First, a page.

The Difference Between Citrus Oils & Extracts

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What is the difference between citrus oils and citrus extracts? Are they the same thing? Can I use citrus extract in place of citrus oil in a recipe?

They are not the same. Sadly, one of them drinks — a lot!

Citrus oils are natural essences that are cold-pressed from the rind of the fruit. The folks at the Boyajian company, makers of premium-quality citrus oils, say it takes 220 oranges, 330 lemons, or 400 limes to make 5 ounces of oil. The good news is that those fruits have not given their lives in vain — a little citrus oil goes a long way. In some recipes, only a drop or two of oil may be needed to give a substantial boost in flavor. In denser dishes or those with stronger flavors, you may need more. Boyajian recommends 1/2 teaspoon of citrus oil per cup of dry ingredients plus 1/4 teaspoon per cup of liquid. In many dishes, if you have the option, you will want to stir in the oil just before serving, so that the flavor does not dissipate.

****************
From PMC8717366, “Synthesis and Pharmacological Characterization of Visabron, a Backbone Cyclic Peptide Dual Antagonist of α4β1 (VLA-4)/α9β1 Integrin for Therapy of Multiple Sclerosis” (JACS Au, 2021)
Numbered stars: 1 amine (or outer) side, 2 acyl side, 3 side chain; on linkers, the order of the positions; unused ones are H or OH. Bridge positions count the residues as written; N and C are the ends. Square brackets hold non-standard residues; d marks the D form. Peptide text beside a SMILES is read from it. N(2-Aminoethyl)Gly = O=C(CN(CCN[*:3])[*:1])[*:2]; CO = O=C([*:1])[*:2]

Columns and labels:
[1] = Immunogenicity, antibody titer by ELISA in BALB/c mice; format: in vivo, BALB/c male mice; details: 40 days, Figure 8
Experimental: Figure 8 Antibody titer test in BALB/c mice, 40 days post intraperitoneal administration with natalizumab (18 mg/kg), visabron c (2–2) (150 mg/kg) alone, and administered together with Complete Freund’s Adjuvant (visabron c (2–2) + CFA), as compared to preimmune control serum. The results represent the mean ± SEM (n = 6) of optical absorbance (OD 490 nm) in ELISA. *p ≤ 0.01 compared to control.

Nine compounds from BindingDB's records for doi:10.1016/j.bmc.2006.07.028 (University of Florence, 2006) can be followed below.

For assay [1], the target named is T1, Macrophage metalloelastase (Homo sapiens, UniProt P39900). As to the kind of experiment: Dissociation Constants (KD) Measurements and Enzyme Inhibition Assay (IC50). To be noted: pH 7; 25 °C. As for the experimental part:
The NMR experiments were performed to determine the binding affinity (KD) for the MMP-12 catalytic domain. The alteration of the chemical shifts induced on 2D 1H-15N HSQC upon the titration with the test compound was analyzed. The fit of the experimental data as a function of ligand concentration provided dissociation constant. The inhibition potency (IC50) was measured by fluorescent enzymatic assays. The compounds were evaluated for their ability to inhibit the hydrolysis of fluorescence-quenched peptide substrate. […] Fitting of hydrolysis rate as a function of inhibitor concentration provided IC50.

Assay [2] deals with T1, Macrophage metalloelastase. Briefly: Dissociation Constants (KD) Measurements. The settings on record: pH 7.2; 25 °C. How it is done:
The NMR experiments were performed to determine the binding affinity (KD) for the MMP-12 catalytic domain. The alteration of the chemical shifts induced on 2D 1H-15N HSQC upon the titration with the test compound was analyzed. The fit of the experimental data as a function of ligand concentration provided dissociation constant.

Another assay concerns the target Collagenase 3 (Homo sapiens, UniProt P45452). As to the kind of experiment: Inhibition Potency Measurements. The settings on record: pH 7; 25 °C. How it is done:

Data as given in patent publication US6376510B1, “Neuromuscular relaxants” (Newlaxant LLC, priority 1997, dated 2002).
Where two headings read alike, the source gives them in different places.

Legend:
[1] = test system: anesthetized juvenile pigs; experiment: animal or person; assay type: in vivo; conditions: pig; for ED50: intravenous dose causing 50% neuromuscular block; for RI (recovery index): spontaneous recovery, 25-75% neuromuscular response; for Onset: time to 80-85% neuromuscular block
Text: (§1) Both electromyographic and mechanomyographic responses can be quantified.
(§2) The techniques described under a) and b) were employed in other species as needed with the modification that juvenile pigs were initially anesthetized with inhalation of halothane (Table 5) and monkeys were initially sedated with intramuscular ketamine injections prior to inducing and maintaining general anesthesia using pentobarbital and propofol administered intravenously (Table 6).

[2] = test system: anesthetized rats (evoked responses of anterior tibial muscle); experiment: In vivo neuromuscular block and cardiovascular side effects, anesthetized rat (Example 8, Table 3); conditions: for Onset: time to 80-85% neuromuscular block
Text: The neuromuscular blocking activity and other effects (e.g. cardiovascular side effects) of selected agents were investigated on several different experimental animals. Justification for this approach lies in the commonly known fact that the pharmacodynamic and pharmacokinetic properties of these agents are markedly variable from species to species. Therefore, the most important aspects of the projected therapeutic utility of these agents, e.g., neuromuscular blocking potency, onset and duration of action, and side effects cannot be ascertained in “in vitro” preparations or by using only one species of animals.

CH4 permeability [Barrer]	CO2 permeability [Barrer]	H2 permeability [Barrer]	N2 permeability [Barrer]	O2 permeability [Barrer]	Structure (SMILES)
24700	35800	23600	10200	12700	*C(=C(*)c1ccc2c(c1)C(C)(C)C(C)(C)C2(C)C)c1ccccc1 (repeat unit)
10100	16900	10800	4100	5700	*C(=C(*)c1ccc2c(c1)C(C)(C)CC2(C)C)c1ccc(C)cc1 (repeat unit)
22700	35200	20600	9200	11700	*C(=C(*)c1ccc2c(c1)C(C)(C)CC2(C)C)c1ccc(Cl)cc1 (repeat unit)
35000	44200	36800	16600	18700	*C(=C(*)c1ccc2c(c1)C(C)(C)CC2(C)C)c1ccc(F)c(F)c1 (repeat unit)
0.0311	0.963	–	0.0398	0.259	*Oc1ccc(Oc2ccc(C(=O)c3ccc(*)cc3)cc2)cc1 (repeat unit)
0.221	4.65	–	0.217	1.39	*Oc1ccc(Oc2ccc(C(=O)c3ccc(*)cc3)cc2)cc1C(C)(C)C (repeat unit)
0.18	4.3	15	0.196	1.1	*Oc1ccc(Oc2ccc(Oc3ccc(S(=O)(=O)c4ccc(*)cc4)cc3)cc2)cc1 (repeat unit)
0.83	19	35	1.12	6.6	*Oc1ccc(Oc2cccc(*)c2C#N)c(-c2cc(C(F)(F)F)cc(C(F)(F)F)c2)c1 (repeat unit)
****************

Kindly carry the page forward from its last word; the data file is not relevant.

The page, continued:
Citrus extracts — like vanilla extract, almond extract, and chocolate extract — are highly alcoholic. Generally, 80 percent or more is alcohol, diluting the citrus oil. (Some extracts also include water.)

There are a variety of citrus oils and extracts on the market, including orange, lemon, lime, lemon-lime, tangerine, and grapefruit.

You can indeed substitute citrus oil for citrus extract and vice versa. Given the relative strength of the oil, we would use about a quarter as much oil as extract. You can also use citrus oil in virtually any recipe that calls for zest.